Circuits for barebone boards
This page describes which input protection / measuring circuits for barebone or other more minimal boards can be used.
Probing a circuit
Usually for a logic analyzer high input impedance (and low capacitance) is wanted, to influence the measured circuit as least as possible (don't put an additional capacitive load on it). On the other hand, one might want to use an R-C low-pass filter for the signal to block possible higher frequency spikes. If that is wanted or required, it is best to introduce an additional buffering IC that will then drive the load of the introduced capacity of the filter. This can not directly be advised for logic analyzers, but rather for analog instruments (oscilloscopes) that will usually be used in a bigger variety of cases with possibly more noise in the signal.
Clamp circuits with resistor / Z-Diodes
A clamp circuit can be used, for example view below at Spiralbrain's Blog. When using Zener diodes instead of the normal diodes in Spiralbrain's blog we can get also a protection from negative voltages:The circuit is shown here again with Zener diodes and numbering for fx2lafw pins:
For boards based on the Cypress CY7C68013A and some others it can be discussed if 4.7V or 5V Zener Diodes are also okay, as the CY7C68013A is 5V I/O tolerant -- 5V supply could then be used from USB.
When doing all this, one should be aware that not all diodes might be sufficient, as they will also introduce a minor capacitance.
The Saleae Logic Analyzer uses a specific "ESD protection IC" ( ST DVIULC6-4SC6 ) which is essentially a pair of diodes for a slightly different type of clamping / input protection, one will then just have to connect each input line after the resistors to one of the input pins of this IC. However this might not be as cheap as simple diodes and not as easily available.
Lcsoft_Mini_Board inside a penguin peppermint tin box
Lcsoft_Mini_Board inside a penguin peppermint tin box with added clamp circuit and connectors for probes on a breakout board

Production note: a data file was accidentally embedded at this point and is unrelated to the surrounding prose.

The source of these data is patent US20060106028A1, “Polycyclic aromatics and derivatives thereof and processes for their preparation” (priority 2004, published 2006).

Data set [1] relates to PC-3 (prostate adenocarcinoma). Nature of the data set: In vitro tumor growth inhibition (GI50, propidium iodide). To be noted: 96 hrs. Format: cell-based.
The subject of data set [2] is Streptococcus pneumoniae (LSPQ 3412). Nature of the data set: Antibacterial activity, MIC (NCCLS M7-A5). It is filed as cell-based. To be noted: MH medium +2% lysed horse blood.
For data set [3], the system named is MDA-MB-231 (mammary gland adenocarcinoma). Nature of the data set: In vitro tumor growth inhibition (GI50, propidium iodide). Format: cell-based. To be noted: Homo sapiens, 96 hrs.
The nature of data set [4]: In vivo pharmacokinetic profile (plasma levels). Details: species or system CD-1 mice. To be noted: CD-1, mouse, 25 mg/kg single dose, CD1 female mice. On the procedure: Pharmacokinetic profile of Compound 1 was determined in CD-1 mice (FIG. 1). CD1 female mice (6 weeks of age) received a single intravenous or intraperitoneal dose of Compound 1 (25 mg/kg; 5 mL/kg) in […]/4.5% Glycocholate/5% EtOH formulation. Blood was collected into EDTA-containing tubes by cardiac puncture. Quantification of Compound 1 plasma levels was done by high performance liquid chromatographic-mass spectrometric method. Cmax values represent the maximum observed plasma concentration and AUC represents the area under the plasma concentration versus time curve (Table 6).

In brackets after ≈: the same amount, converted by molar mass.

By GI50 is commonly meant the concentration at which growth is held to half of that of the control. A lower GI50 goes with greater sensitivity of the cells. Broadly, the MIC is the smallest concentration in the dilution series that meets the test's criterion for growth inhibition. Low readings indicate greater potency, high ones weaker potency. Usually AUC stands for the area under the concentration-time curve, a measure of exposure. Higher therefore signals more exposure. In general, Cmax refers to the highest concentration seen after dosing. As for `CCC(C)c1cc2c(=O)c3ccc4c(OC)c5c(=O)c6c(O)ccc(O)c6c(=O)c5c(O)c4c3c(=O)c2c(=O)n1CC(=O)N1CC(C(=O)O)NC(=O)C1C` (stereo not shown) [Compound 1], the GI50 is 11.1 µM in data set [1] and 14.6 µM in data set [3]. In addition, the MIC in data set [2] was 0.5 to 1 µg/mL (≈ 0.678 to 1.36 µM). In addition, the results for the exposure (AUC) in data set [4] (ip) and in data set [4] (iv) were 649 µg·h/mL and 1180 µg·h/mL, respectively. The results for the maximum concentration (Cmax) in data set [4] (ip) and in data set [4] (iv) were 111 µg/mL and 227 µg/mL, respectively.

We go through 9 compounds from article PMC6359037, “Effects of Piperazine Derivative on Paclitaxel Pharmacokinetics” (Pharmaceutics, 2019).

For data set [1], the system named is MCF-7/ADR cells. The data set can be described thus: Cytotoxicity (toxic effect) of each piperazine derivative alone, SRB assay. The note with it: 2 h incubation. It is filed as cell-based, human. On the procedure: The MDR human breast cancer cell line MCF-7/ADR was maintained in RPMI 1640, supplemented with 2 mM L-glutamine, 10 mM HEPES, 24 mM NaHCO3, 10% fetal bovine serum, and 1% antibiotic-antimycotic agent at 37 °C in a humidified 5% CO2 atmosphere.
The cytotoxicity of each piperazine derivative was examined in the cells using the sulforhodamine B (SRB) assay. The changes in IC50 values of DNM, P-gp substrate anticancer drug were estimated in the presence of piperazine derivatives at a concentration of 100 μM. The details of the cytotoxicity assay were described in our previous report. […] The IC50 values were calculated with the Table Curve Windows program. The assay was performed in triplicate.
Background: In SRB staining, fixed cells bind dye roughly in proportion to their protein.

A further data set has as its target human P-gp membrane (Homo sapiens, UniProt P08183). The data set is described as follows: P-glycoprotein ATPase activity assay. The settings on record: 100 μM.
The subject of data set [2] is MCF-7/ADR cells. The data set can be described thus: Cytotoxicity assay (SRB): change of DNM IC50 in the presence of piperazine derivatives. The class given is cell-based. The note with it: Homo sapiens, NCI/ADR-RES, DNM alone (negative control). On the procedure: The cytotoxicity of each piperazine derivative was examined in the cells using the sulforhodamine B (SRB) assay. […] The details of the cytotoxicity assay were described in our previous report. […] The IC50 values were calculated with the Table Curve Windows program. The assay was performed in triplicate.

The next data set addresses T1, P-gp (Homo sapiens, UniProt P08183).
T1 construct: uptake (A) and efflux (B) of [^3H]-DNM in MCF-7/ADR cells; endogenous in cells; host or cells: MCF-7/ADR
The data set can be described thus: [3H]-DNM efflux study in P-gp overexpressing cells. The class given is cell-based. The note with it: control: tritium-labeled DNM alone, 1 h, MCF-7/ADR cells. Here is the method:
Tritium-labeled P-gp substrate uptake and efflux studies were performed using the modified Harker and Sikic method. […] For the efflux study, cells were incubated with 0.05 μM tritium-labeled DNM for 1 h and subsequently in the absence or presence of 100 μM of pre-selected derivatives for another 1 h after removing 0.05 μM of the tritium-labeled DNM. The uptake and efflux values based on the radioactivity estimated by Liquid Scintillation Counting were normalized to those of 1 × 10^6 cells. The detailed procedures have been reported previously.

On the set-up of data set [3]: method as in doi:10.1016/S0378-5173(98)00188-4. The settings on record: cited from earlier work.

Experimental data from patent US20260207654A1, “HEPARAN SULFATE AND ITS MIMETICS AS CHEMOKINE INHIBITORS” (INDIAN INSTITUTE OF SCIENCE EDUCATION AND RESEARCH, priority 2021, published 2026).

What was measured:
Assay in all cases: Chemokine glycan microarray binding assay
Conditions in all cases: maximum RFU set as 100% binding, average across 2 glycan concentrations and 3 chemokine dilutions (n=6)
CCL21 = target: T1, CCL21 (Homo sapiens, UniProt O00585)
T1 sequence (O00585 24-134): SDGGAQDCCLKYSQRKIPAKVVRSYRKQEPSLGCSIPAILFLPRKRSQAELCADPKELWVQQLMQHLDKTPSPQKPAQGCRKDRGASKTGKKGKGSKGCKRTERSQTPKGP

Lcsoft_Mini_Board inside a penguin peppermint tin box as an 8 channel logic analyzer
Issues measuring higher frequencies
When measuring something e.g. a 12 MHz Frequency (sampling @ 24MHz, so also just barely satisfying Nyquist-Shannon) that can push up to 20 pF load, the resistors in the mentioned circuit (4.7 k Ohm) together with "unknown" 3.6V Zener Diodes might be too much load to overpower, the used test probes can also make an influence. Here is a comparison table which values were tried and how it turned out measuring a 12 MHz square wave:
|Resistor||Zener Diode||With test probes?12||Measurement Result|
|4.7 k Ohm||3.6V||Cheap Test probe, longer wires||Only "high"|
|890 Ohm||3.6V (unknown speed)||Cheap Test probe, longer wires||Only "high"|
|1.4 k Ohm||None||Short direct wires||Sometimes "high", about 75% correct|
|100 Ohm||3.6V||Cheap Test probe, longer wires||Sometimes "high", about 75% correct|
|100 Ohm||None||Cheap Test probe, longer wires||Sometimes "high", about 90% correct|
|None||None||Cheap Test probe, longer wires||Sometimes "high", about 90% correct|
|None||None||Short direct wires||Sometimes "high", about 90% correct|
|None||3.6V||Cheap Test probe, longer wires||Sometimes "high", about 90% correct|
Cheap Test probe made out of:
With buffer IC
Different buffer ICs can be used in combination with resistors (+ Z-Diodes to also protect the buffer IC). Depending on the IC, they can also be used for voltage-level conversion or clamping.
The 74HC241 can be driven at the measuring voltage up to 6V. Buffering can also be done by latch ICs like 74HC573 (3.3V) or 74HCT573 (5V).
Designing a decent analog frontend to be used for example for fx2lafw capable devices will be a more complicated task. An appropriate ADC has to be found and an input stage with filter, protection and amplification elements needs to be designed. A possible ADC for up to 40MHz sampling frequency is the TDA 8703. An interesting project using that ADC with a parallel port can be found on volny.cz
For probes, an interesting DIY very high frequency probe can be found here at Douglas C. Smith Web Page